Many people make a similar attempt believing they can make hundreds of millions by starting a business. Entrepreneurship is like having sex in the shower. It sounds fancy and exciting when you hear about it. When you attempt it yourself, you realize how hard it is to get it right.
You have heard about different investment opportunities like stocks, real estate, and cryptocurrency.
Take for example, the stock market. When you know nothing about the field, you remain skeptical about investing.
Once you gain a little understanding of the basics, you believe you have mastered the area and invest a massive sum of money. The mistakes cost you badly, and you lose all you had. You then make a vow to never invest in that area again.
The same applies to cryptocurrency too. Those who know a little about blockchain predict the value to skyrocket to millions. They invest all the money they have. Knowledgable investors spot the risk involved, and if at all they decide to invest, they only put in a small portion of their net worth.
7. Learning a new hobby
When you have never touched a musical instrument, you do not hesitate to say, “I do not know to play.” Once you get over the initial learning curve, you make a Kurt Cobain out of yourself. You believe you can become an expert with the guitar or a piano in a few weeks or months.
The same logic applies to many other areas such as painting, sports, writing, negotiation, reading body language, and so on.
How to overcome the Dunning Kruger effect
Like any other cognitive bias, fighting the effect starts with awareness. Knowing that lesser knowledge can lead to overconfidence serves as a reality check.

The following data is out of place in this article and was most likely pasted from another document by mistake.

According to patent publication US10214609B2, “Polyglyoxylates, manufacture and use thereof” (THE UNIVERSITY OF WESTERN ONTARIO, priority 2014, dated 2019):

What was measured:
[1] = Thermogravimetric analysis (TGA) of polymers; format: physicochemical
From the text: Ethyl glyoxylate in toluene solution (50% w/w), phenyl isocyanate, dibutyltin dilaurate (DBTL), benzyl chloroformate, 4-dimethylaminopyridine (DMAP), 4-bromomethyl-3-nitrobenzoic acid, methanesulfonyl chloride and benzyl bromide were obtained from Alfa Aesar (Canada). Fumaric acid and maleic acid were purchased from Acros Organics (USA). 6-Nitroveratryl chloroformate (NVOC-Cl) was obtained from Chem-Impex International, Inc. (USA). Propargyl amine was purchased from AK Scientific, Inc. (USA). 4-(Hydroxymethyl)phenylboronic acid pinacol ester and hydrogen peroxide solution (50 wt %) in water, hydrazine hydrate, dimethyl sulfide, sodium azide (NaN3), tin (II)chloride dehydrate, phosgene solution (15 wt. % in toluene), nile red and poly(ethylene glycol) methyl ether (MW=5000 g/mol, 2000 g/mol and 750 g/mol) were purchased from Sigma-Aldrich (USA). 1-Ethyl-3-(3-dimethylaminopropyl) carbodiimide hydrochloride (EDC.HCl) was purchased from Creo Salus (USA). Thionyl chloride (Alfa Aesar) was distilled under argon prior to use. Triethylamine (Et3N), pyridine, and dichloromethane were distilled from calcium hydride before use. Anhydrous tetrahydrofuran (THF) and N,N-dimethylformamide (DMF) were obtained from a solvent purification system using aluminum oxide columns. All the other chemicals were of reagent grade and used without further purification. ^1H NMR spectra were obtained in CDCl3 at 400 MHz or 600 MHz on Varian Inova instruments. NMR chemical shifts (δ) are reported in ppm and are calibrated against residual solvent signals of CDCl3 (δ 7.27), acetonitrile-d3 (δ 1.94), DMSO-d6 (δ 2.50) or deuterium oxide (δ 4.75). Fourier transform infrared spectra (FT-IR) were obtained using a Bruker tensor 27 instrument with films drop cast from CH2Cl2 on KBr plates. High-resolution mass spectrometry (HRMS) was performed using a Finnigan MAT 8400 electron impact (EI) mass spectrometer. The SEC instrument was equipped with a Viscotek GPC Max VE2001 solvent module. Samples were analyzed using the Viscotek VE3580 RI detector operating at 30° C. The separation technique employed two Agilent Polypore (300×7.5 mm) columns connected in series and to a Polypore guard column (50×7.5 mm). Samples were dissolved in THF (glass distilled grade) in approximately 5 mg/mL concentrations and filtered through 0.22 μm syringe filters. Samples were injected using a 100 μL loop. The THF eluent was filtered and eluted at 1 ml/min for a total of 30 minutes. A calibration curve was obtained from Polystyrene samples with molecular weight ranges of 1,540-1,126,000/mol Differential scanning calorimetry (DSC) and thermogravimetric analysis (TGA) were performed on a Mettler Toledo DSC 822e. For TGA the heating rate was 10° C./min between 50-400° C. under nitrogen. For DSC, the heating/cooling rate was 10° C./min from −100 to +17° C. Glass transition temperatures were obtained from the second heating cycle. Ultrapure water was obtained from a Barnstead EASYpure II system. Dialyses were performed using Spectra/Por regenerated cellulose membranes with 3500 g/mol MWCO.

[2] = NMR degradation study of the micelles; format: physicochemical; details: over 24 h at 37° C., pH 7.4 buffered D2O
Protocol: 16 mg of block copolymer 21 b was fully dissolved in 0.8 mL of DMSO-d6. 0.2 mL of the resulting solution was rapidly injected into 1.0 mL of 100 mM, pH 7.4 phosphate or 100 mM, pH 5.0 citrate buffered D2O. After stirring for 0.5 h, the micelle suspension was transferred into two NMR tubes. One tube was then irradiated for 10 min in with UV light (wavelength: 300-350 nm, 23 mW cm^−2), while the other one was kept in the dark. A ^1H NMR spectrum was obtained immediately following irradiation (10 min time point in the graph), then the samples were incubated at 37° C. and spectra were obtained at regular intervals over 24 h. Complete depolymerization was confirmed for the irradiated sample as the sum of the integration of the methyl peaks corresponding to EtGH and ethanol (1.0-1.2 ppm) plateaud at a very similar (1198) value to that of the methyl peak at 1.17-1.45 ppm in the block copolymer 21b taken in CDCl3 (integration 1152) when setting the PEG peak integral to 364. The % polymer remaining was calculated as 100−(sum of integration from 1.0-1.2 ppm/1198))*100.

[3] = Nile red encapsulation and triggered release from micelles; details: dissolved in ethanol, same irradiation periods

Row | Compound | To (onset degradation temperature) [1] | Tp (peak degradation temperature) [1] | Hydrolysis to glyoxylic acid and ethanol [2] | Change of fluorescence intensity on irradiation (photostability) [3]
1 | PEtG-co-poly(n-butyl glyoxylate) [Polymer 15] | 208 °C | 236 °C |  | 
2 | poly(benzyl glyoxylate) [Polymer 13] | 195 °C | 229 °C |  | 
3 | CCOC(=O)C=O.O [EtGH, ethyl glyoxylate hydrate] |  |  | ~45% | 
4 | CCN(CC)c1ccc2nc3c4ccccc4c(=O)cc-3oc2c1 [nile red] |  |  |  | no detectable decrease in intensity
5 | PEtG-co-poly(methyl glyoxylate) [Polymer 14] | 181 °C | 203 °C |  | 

Reading this article must have helped you realize how you are vulnerable to the phenomenon. Next time you are about to make such an assumption, your brain might remind you to hold yourself back.
2. When you know little, learn more
If you are new to a field, do not make any impulsive decision. Test the waters and gain more knowledge. If you have started learning about the stock market, invest negligible money until you understand the field better.
You can speed up your learning by spending more time on gaining knowledge. Today, with the growth of the internet and the availability of tools, you can find books and courses at your fingertips. You can gather information and learn faster if you are willing to put in effort and time.
That said, reading alone does not lead to expertise. For example, you can read all you want about swimming, but you will never become a Michael Phelps. The same applies to skills like learning a musical instrument, entrepreneurship, leadership, sales, and so on.
The internet can provide you a ton of theoretical knowledge. But real mastery comes from experimenting with what you know, making mistakes, and getting your hands dirty.
3. Ask someone who has done it before
The best way to subdue your overconfidence is to talk to a person who has a vast experience on the subject. A simple 30-minute conversation with an expert will help you realize how pitiful your knowledge is. Chances are, a brief talk will kick the delusional overconfidence out of you.
A person who has experience can guide you on the mistakes to avoid and the right things to learn. Remain humble and respect the opinion of a person who has spent more time than you in the area. He definitely knows more than you do.
4. Think of the consequences of failure
Ask yourself what if your attempt went wrong. How harmful would the consequences be?